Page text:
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Intel announces a staggered release schedule for long-awaited Arc GPUs

Intel has provided more details on the release roadmap for its long-awaited Arc discrete GPUs in a new blog post. The company is planning a tiered approach that will prioritize system builders and OEMs in China for its desktop graphics cards. Meanwhile, its laptop chips are currently exclusive to Samsung laptops in South Koreabut the hope is to expand to other manufacturers and markets soon.

Intel says it is working with other laptop makers like Lenovo, Acer, HP, and Asus to release their laptops with its entry-level Arc 3 GPUs “ASAP.” Laptops with the more powerful GPUs Arc 5 and Arc 7 are planned for “early summer”. The company says it was hoping availability would be “broader” at this point, but blamed software development and supply chain issues for the delay.

On the desktop side, Intel is sticking to Q2 as a rough release window. It says its first desktop GPUs will be its entry-level A3, which will initially be made available to Chinese system builders and OEMs (so it won’t be available as a standard component to be built into a homebuilt machine), before expanding worldwide and to homebuilders . “Later this summer” Intel plans to release its more powerful Arc A5 and A7 desktop cards, starting again with professional system builders before expanding.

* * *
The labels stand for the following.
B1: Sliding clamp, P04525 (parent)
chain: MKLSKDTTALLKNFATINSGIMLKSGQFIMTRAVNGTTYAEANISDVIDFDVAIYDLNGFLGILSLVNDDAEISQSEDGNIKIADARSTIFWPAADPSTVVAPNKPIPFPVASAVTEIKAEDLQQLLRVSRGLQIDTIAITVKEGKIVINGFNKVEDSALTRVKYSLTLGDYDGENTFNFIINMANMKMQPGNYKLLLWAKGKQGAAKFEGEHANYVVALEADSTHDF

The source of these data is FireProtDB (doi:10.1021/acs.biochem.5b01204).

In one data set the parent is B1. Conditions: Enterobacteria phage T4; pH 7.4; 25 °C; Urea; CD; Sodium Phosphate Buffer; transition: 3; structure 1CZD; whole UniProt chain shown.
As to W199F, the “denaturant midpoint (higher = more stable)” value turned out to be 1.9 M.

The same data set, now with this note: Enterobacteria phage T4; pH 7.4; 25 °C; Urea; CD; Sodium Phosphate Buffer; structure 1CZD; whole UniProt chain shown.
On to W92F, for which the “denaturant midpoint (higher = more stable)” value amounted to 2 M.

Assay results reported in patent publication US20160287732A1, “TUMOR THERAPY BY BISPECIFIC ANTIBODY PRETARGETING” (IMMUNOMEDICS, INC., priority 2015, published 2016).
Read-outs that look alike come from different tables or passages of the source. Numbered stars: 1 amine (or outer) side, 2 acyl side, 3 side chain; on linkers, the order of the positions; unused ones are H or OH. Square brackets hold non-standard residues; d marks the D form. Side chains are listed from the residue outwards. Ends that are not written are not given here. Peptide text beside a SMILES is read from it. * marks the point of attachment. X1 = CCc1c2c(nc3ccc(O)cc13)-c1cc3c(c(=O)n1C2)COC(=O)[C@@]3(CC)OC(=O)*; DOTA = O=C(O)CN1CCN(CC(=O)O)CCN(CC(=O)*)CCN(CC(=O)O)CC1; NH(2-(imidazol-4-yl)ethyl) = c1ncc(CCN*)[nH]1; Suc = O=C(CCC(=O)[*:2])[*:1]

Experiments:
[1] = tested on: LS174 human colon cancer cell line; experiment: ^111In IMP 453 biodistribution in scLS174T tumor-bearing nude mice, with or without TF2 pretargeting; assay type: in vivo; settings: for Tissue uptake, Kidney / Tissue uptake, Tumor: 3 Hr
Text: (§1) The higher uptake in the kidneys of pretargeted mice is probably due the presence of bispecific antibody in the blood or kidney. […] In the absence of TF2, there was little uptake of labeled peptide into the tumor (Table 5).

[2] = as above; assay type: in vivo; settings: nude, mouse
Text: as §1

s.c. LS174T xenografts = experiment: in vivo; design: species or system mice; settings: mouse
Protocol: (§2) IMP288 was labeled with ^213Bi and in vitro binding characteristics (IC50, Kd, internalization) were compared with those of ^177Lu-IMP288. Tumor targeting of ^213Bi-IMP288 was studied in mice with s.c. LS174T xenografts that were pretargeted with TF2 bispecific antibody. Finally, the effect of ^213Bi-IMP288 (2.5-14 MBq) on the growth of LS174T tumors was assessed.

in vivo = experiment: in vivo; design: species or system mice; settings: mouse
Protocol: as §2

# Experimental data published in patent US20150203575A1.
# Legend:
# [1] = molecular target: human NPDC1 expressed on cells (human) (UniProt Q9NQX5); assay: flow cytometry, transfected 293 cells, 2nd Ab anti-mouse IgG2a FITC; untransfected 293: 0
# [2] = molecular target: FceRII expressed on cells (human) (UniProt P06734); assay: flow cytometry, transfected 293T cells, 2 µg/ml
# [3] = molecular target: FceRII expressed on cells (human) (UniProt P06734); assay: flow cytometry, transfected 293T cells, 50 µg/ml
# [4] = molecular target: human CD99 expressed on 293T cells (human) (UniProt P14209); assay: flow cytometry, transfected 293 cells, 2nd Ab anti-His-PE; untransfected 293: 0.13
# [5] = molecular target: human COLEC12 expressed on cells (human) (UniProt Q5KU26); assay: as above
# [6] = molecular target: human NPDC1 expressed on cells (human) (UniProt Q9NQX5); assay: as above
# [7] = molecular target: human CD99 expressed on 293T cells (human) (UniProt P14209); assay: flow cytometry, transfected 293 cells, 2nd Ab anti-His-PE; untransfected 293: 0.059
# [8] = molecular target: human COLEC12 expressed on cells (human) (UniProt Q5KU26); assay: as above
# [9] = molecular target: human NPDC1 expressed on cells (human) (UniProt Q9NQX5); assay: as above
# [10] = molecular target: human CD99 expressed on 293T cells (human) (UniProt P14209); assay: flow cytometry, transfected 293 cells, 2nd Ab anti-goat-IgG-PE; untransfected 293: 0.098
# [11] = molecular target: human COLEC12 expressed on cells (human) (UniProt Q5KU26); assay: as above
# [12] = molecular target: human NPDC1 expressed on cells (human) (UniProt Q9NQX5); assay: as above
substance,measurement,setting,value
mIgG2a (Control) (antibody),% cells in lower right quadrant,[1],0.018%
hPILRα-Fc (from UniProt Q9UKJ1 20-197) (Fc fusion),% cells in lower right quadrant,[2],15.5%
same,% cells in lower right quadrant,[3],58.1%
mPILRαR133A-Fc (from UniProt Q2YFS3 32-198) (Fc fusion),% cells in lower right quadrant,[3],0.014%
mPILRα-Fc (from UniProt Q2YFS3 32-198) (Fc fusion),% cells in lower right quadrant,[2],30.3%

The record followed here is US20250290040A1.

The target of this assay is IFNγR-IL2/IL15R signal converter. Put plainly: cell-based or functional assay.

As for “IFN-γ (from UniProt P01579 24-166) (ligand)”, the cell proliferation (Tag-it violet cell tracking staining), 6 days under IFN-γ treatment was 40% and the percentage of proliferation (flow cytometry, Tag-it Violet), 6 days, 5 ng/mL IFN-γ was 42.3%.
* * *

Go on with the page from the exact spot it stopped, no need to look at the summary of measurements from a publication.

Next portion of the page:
It’s a much more nuanced roadmap than the company’s already announced in February when it was simply said that GPUs would be coming to notebooks in Q1, desktops in Q2, and workstation machines in Q3. But Intel gives a few reasons for this tiered approach. First, by starting with system builders, it can focus on making its GPUs work with a select number of other components, rather than whatever a home builder might throw at it. Second, the Chinese market appears to have “strong demand” for this type of entry-level GPU, and it’s physically closer to the factories that make the components for the boards at a time when shipping costs have skyrocketed .

Argument aside, the upshot is that home PC makers in the US and EU are unlikely to get their hands on Intel’s new desktop graphics cards until summer is over. With Nvidia expected to release a new 4000 series of graphics cards later this year, it could mean that Intel’s fledgling GPUs will face stiff competition from a very established vendor at launch.

https://www.theverge.com/2022/5/10/23064887/intel-arc-gpus-release-roadmap-china-system-builder-oem Intel announces a staggered release schedule for long-awaited Arc GPUs

Fry Electronics Team

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